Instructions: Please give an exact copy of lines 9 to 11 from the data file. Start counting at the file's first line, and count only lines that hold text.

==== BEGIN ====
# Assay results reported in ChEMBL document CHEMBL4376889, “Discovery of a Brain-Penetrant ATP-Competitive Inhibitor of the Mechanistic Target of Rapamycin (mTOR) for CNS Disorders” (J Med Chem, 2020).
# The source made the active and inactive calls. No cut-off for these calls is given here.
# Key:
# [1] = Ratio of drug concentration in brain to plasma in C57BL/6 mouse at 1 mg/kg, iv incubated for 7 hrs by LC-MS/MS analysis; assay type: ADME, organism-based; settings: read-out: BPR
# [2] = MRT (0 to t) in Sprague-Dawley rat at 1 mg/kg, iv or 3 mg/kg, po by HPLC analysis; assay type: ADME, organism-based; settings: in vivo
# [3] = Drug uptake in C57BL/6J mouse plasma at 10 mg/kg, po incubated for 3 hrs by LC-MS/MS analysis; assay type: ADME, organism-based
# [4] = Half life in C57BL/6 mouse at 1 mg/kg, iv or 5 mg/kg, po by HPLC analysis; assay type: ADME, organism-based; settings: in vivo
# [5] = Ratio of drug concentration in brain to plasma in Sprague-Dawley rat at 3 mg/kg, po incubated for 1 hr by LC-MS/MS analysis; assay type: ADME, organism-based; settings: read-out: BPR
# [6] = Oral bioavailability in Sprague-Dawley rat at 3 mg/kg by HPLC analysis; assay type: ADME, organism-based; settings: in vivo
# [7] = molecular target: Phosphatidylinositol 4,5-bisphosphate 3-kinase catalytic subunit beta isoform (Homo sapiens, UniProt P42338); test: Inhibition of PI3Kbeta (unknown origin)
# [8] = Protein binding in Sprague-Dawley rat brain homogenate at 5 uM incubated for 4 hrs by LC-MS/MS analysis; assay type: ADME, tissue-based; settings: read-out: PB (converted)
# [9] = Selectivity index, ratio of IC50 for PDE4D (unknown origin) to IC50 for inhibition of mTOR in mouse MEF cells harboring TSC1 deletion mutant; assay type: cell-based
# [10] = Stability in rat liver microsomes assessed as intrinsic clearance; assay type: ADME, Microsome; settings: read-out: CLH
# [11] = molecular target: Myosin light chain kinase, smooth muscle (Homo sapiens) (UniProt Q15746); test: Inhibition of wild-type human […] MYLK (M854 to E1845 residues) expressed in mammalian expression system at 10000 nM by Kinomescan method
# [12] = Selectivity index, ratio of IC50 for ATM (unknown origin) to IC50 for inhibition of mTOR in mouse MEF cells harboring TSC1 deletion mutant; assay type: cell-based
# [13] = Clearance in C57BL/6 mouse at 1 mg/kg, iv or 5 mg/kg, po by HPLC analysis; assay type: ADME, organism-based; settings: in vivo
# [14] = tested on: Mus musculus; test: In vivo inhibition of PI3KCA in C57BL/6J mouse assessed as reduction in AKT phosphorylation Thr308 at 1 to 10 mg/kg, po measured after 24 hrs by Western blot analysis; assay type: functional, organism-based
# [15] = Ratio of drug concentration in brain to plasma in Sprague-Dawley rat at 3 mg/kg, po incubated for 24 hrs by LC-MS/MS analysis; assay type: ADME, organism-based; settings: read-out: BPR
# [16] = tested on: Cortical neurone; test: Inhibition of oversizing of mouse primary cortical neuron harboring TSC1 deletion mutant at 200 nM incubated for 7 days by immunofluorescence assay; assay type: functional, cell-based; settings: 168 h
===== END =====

# [6] = Oral bioavailability in Sprague-Dawley rat at 3 mg/kg by HPLC analysis; assay type: ADME, organism-based; settings: in vivo
# [7] = molecular target: Phosphatidylinositol 4,5-bisphosphate 3-kinase catalytic subunit beta isoform (Homo sapiens, UniProt P42338); test: Inhibition of PI3Kbeta (unknown origin)
# [8] = Protein binding in Sprague-Dawley rat brain homogenate at 5 uM incubated for 4 hrs by LC-MS/MS analysis; assay type: ADME, tissue-based; settings: read-out: PB (converted)